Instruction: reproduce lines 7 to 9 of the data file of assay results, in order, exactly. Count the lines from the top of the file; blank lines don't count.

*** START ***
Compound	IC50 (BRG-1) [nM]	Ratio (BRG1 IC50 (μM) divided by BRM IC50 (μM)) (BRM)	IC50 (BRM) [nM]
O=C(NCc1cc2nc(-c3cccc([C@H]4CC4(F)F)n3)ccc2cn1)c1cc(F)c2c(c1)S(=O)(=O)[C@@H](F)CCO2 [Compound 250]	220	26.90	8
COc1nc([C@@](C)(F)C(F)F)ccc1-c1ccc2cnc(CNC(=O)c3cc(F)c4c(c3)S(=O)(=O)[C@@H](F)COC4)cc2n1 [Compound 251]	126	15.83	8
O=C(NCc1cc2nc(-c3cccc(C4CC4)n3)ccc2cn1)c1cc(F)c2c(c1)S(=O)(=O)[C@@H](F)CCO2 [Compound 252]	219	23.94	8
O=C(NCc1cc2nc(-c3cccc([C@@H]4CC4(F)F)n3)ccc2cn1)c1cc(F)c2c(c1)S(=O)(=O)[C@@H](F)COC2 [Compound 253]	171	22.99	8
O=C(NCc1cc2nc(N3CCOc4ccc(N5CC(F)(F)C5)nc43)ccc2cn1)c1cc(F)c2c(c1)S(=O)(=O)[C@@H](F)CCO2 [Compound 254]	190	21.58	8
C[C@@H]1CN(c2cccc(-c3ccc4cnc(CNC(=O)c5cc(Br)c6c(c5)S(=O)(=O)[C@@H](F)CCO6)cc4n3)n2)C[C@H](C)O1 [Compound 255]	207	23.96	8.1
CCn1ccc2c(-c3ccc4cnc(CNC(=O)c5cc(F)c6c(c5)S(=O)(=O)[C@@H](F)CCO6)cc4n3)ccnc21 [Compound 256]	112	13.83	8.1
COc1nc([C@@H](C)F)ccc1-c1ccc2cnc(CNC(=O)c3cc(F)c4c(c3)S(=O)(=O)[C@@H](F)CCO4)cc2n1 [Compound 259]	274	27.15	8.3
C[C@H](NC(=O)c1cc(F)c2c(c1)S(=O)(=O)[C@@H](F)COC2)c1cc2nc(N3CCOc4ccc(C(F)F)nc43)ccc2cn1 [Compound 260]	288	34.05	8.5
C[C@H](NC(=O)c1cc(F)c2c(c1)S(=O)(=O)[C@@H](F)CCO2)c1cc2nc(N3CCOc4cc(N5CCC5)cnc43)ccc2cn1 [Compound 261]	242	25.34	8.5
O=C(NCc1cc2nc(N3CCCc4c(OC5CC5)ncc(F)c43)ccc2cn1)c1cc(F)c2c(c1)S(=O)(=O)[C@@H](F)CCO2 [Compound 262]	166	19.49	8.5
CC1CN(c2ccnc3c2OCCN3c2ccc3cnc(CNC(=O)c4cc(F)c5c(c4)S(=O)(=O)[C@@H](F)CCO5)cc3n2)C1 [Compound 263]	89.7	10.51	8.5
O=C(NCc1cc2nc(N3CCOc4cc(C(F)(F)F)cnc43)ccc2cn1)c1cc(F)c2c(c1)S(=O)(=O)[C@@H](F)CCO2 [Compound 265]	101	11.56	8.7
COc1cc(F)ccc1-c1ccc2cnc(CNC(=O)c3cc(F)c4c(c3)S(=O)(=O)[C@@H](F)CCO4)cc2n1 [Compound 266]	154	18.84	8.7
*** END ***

C[C@@H]1CN(c2cccc(-c3ccc4cnc(CNC(=O)c5cc(Br)c6c(c5)S(=O)(=O)[C@@H](F)CCO6)cc4n3)n2)C[C@H](C)O1 [Compound 255]	207	23.96	8.1
CCn1ccc2c(-c3ccc4cnc(CNC(=O)c5cc(F)c6c(c5)S(=O)(=O)[C@@H](F)CCO6)cc4n3)ccnc21 [Compound 256]	112	13.83	8.1
COc1nc([C@@H](C)F)ccc1-c1ccc2cnc(CNC(=O)c3cc(F)c4c(c3)S(=O)(=O)[C@@H](F)CCO4)cc2n1 [Compound 259]	274	27.15	8.3